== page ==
Good morning from Augusta, where the Legislature’s budget negotiators will continue with open hearings on Gov. Paul LePage’s $6.57 billion budget proposal.
Members of the Appropriations Committee will hear testimony from the general public today about LePage’s proposed elimination of state aid to municipalities, a program established to divert some income and sales tax revenue back to Maine’s towns and cities. Funding for the program has been slashed over the last several budget cycles, and local officials throughout Maine have decried the cuts.
Yesterday, members of the Appropriations Committee heard testimony from the public and various interest groups about LePage’s planned 26.7 percent decrease in the individual tax rate and 24.4 percent reduction in the corporate tax rate, as well as the planned elimination of the estate, or inheritance, tax.
At the outset of the hearing, just two people had signed up to testify in favor of the proposals. A lobbyist for the Maine State Chamber of Commerce said businesses need the lower taxes to recruit workers, while Maine Equal Justice Partners, a usual foil for LePage, supported to plan to expand the property tax fairness credit.
Meanwhile, 14 people had signed up to oppose various portions of the budget, including a lobbyist for Maine’s Realtors, the Maine AFL-CIO and some small business owners who said the sales tax increase would hurt them more than large, multi-state businesses.
One example was a small coffee shop owner, who said a proposed 1.5. percent increase in the sales tax would affect 100 percent of his sales, but only a tiny portion of the total sales by Starbucks, with its thousands of cafes in every state and around the world. — Mario Moretto.
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Ranked-choice voting support grows
The Committee for Ranked Choice Voting, the group behind the push to establish instant runoff elections by public referendum, is busy building its coalition as it sets eyes on its 2016 campaign.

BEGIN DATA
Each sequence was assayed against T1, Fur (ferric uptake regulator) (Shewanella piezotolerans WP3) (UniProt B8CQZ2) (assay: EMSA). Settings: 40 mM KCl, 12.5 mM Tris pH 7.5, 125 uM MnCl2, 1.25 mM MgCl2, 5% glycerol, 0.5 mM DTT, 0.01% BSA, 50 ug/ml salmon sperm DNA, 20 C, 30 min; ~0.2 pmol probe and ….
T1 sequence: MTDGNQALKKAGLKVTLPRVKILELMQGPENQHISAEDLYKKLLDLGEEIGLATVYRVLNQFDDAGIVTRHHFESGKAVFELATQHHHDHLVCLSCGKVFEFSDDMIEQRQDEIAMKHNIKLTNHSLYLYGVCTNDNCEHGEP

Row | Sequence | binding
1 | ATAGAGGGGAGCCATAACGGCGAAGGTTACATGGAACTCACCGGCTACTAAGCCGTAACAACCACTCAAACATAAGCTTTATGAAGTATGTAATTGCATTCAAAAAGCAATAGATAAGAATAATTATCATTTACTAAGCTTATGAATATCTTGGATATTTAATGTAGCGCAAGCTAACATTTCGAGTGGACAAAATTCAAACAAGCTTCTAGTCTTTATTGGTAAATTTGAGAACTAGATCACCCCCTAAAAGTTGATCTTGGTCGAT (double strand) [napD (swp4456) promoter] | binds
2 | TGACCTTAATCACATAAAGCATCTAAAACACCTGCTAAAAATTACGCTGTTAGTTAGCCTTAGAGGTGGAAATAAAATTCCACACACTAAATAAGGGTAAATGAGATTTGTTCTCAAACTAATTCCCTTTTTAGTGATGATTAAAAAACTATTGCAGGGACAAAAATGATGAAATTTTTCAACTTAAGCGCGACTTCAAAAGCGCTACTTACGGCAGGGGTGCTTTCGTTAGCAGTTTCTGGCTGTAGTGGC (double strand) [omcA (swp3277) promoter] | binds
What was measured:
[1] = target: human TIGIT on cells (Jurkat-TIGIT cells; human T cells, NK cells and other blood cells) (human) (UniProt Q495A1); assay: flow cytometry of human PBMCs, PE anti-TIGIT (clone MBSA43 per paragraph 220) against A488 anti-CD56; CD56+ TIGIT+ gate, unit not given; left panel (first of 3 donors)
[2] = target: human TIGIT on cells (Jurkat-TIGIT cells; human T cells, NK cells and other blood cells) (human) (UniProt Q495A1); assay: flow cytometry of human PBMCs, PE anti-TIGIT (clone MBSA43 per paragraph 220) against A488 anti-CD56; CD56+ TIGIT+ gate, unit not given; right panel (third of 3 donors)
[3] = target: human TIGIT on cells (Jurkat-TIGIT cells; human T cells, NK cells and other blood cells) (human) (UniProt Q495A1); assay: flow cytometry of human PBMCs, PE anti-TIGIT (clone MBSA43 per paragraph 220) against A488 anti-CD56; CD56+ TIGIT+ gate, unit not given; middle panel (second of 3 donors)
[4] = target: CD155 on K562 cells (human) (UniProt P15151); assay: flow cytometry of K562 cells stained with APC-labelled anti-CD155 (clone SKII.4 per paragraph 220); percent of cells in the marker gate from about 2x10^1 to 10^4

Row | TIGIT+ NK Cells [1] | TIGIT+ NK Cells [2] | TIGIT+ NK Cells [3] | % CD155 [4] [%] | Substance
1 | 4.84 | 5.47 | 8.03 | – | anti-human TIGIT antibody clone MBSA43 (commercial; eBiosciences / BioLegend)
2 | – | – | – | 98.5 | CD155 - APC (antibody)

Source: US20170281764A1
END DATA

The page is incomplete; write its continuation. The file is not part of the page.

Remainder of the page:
The group scored a victory this week, when the League of Women Voters of Maine came out in support of the referendum in an Op-Ed in the Kennebec Journal.
Campaigning for ranked-choice voting may well end up being a tricky endeavor. It’s likely each of the two major political parties will balk at the idea and invest party resources to defeat it. Plus, proponents of the plan will have to explain why a complicated new voting system is preferable to the simpler, winner-take-all system that’s currently in place.
But with vocal segments of the electorate feeling disenfranchised by the minority elections of Maine’s governors for the past several election cycles (remember the “61 percent” stickers?) there’s surely an audience out there for ranked-choice. A growing coalition can only help. — Mario Moretto.
State office building evacuated for burst pipe
The Cross Building, one of the main office buildings for state government, was evacuated yesterday afternoon after a pipe burst near the western entrance to the building.
At one point, a torrent of water was flowing in the foyer at that main entrance, pouring out down the steps and into the parking lot. The water seeped down one floor, where at least three of the State House press corps offices — including the BDN’s — saw water damage. — Mario Moretto
- Will tax cuts help stem Maine’s demographic winter? Democrats doubt it, and the numbers tell a mixed story — Mario Moretto, BDN.
- Maine agrees to pay CDC whistleblower $142,000 to settle lawsuit — Lindsey Tice, Sun Journal.
- LePage hails Texas judge’s decision to halt Obamacare immigration agenda — Mario Moretto, BDN.
- If you put your finger on the pulse of Maine’s economy, what do you hear? — Darren Fishell, BDN.
- LePage withholds funds to Human Rights Commission after meddling in Moody’s Diner case — John Christie and Naomi Schalit, Maine Center for Public Interest Reporting.
Bad times for Burt
Anyone who watched “Burt’s Buzz,” the documentary about Burt’s Bees co-founder and Maine resident Burt Shavitz, likely fell at least a little in love, not only with Burt, but with the surprisingly rustic living he eked out in a small house in rural Maine.
Well, that home was “heavily damaged” by fire Monday, according to Guilford Fire Chief Jeff Libby. No one was injured in the fire, Libby said. — Mario Moretto.